Take the 2-minute tour ×
Stack Overflow is a question and answer site for professional and enthusiast programmers. It's 100% free, no registration required.

I have a procedure that creates a table, is it possible to have a view (or similar) that can call the procedure then select from the table?

I've tried this:

DELIMITER $$

CREATE DEFINER=`root`@`localhost` FUNCTION `new_routine`(p1 INT) RETURNS int(1)
BEGIN
    CALL rMergeDateFields();
    RETURN 1;
END


CREATE VIEW `db`.`vIntervals` AS
  SELECT new_routine(0) AS col1;
  SELECT * FROM MergedData;

but I get this error

Error 1422: Explicit or implicit commit is not allowed in stored function or trigger.

Any ideas?

share|improve this question

2 Answers 2

No, you cannot. Views are typically read-only operations; and that behavior cannot be guaranteed if stored-procedures are invoked.

Related question:

How to call Stored Procedure in a View?

Is it possible to call stored procedure in view?

Here is a canonical resource:

http://dev.mysql.com/doc/refman/5.1/en/view-updatability.html

Some views are updatable. That is, you can use them in statements such as UPDATE, DELETE, or INSERT to update the contents of the underlying table. For a view to be updatable, there must be a one-to-one relationship between the rows in the view and the rows in the underlying table. There are also certain other constructs that make a view nonupdatable.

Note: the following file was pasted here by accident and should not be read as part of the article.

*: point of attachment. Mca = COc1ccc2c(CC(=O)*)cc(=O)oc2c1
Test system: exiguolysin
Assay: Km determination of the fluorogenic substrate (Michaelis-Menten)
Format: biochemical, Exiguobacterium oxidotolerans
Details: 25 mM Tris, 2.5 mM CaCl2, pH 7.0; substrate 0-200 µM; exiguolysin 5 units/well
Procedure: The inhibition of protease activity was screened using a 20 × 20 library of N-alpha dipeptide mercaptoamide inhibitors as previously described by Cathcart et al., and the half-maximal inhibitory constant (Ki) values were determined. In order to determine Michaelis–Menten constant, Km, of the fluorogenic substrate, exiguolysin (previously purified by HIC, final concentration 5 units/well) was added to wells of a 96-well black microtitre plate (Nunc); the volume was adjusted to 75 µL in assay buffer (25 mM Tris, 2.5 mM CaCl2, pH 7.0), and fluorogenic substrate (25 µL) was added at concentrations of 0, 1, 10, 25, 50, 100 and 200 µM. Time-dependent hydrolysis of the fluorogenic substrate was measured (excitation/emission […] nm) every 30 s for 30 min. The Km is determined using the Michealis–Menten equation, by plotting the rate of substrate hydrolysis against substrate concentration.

As invoking the stored procedure cannot assure 1:1 relationships with view rows, the update is not permitted.

share|improve this answer

You can't do this from a view, but a stored procedure itself can return a result set.

DELIMITER $$

CREATE DEFINER=`root`@`localhost` PROCEDURE `merge_and_select` ()
BEGIN
    CALL rMergeDateFields();
    SELECT * FROM MergeData;
END $$

If you CALL merge_and_select() the rMergeDateFields procedure will be run and then you will get the contents of the MergeData table returned to you, in one step... which sounds like what you're wanting.

This is, however, a really bad implementation, because there's no control for concurrent calls to merge_and_select(), so all kinds of things could go wrong if it's run more than once at the same time.

However, depending on what you really need rMergeDateFields() to do, it's possible that you could rewrite rMergeDateFields() to actually perform whatever work you need done and return it directly to the client without using the MergeData table using an unbounded SELECT, as shown above.

Anything you SELECT in a stored procedure without using INTO a variable is returned to the client as a response from the CALL.

share|improve this answer

Your Answer

 
discard

By posting your answer, you agree to the privacy policy and terms of service.

Not the answer you're looking for? Browse other questions tagged or ask your own question.